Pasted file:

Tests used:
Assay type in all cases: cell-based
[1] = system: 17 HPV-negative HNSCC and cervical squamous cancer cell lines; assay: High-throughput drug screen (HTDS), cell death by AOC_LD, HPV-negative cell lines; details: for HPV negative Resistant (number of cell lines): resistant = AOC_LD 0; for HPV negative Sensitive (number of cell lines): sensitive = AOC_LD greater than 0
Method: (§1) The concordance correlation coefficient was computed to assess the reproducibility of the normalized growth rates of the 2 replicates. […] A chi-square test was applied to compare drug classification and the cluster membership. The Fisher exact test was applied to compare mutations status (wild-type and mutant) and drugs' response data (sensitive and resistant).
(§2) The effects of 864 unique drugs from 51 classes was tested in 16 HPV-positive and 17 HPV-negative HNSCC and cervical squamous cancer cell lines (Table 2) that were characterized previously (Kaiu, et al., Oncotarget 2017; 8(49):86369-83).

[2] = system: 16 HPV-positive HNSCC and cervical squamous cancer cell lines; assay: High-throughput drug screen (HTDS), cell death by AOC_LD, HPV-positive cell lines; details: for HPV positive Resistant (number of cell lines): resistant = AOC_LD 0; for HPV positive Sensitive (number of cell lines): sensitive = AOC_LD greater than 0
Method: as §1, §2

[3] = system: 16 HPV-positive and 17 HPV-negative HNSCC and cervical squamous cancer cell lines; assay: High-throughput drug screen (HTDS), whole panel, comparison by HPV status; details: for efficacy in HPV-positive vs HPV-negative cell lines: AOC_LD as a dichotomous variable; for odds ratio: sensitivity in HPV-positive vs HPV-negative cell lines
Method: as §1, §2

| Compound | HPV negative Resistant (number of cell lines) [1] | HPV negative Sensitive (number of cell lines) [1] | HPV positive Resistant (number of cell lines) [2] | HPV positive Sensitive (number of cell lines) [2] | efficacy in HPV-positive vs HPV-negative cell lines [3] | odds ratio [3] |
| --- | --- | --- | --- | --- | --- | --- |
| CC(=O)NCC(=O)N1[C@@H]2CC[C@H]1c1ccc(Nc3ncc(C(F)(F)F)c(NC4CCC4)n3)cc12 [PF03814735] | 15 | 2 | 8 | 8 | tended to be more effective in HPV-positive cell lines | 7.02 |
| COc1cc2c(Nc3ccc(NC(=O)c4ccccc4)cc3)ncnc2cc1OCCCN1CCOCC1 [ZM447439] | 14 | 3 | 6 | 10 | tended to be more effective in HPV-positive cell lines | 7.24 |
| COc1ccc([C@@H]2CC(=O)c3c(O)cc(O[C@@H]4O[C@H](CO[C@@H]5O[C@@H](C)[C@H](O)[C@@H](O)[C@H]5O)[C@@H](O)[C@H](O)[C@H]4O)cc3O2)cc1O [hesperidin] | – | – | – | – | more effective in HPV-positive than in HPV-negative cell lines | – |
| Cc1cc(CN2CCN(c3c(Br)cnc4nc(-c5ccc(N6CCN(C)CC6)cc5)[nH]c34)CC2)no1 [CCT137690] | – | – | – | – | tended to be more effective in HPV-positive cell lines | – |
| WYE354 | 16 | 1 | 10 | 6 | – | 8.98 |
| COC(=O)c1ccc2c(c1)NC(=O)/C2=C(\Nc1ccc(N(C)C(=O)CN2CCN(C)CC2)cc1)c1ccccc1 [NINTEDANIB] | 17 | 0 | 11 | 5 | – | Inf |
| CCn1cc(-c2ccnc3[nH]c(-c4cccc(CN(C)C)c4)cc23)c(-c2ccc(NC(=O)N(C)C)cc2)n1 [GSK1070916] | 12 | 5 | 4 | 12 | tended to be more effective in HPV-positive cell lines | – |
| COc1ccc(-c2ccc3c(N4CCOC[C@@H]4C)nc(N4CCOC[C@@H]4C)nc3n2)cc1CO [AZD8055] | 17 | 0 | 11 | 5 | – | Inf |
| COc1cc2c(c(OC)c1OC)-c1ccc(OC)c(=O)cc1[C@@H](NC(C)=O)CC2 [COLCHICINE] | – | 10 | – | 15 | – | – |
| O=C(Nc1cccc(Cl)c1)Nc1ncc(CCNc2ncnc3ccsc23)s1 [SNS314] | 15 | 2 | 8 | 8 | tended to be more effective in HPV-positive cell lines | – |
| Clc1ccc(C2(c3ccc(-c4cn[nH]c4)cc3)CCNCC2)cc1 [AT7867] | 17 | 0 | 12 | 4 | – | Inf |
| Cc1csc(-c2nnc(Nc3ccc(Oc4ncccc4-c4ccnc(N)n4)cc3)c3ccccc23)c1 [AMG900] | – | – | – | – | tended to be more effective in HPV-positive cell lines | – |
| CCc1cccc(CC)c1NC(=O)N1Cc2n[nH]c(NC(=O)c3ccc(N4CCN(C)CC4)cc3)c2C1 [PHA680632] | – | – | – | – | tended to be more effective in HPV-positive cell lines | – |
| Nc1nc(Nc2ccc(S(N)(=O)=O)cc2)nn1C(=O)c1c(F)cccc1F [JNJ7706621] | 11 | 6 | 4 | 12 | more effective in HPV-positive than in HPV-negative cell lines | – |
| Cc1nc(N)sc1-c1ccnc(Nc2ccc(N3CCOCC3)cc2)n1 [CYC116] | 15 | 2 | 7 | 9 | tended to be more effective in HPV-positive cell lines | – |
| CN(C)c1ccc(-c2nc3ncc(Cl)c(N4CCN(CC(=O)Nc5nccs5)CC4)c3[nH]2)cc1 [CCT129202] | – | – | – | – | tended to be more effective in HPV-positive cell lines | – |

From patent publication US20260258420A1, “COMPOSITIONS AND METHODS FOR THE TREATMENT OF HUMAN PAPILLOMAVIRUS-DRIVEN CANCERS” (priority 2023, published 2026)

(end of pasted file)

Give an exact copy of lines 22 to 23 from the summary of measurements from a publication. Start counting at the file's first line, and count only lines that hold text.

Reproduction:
| Clc1ccc(C2(c3ccc(-c4cn[nH]c4)cc3)CCNCC2)cc1 [AT7867] | 17 | 0 | 12 | 4 | – | Inf |
| Cc1csc(-c2nnc(Nc3ccc(Oc4ncccc4-c4ccnc(N)n4)cc3)c3ccccc23)c1 [AMG900] | – | – | – | – | tended to be more effective in HPV-positive cell lines | – |